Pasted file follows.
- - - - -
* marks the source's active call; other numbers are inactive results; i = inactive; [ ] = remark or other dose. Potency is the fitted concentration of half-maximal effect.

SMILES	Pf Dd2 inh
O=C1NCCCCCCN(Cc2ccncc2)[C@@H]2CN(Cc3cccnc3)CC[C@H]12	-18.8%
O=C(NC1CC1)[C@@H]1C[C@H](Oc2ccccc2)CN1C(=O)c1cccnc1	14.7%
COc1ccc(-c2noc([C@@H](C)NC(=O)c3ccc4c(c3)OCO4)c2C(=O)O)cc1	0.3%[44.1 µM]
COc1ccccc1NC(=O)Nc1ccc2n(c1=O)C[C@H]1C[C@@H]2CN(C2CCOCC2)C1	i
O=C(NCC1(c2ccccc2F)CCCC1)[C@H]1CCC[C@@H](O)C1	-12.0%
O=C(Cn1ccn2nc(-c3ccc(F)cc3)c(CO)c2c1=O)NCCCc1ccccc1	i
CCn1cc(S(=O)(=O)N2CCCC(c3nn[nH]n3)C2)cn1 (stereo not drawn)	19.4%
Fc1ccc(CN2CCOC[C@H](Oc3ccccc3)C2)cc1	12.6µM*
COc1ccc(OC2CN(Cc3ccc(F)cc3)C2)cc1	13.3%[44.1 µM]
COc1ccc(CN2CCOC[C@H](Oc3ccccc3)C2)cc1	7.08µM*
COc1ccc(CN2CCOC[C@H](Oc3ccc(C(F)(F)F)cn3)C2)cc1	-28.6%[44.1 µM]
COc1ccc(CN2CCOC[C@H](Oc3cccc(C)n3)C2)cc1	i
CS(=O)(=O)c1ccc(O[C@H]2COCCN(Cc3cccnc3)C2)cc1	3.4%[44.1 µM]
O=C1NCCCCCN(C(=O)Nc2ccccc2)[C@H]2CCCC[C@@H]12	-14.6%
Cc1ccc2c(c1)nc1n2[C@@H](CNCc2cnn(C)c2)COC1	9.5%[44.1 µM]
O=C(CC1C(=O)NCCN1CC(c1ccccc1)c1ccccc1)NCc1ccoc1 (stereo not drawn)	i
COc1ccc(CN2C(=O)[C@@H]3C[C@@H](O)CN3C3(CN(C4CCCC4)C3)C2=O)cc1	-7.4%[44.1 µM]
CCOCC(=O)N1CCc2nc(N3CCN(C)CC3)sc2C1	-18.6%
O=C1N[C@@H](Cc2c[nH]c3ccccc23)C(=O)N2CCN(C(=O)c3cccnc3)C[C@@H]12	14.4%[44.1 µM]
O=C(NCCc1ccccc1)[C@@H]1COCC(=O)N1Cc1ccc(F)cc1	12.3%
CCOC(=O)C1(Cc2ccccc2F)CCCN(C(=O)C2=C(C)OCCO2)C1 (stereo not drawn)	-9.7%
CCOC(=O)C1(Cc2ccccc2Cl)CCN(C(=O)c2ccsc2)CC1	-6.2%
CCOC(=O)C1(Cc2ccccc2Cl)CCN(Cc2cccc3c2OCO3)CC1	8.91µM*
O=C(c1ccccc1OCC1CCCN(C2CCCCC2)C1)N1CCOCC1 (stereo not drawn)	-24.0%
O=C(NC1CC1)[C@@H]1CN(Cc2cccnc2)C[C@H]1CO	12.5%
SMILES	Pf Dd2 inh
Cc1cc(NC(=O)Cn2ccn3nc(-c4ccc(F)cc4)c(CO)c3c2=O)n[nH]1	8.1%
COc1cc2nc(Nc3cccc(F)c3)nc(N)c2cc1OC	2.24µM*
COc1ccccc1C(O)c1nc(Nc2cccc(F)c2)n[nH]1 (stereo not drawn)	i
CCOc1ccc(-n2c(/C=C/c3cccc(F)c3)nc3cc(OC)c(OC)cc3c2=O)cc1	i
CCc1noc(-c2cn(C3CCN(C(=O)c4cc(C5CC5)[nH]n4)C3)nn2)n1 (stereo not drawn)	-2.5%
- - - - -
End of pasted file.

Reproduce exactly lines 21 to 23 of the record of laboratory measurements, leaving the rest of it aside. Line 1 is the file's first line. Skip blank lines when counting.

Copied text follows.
O=C1N[C@@H](Cc2c[nH]c3ccccc23)C(=O)N2CCN(C(=O)c3cccnc3)C[C@@H]12	14.4%[44.1 µM]
O=C(NCCc1ccccc1)[C@@H]1COCC(=O)N1Cc1ccc(F)cc1	12.3%
CCOC(=O)C1(Cc2ccccc2F)CCCN(C(=O)C2=C(C)OCCO2)C1 (stereo not drawn)	-9.7%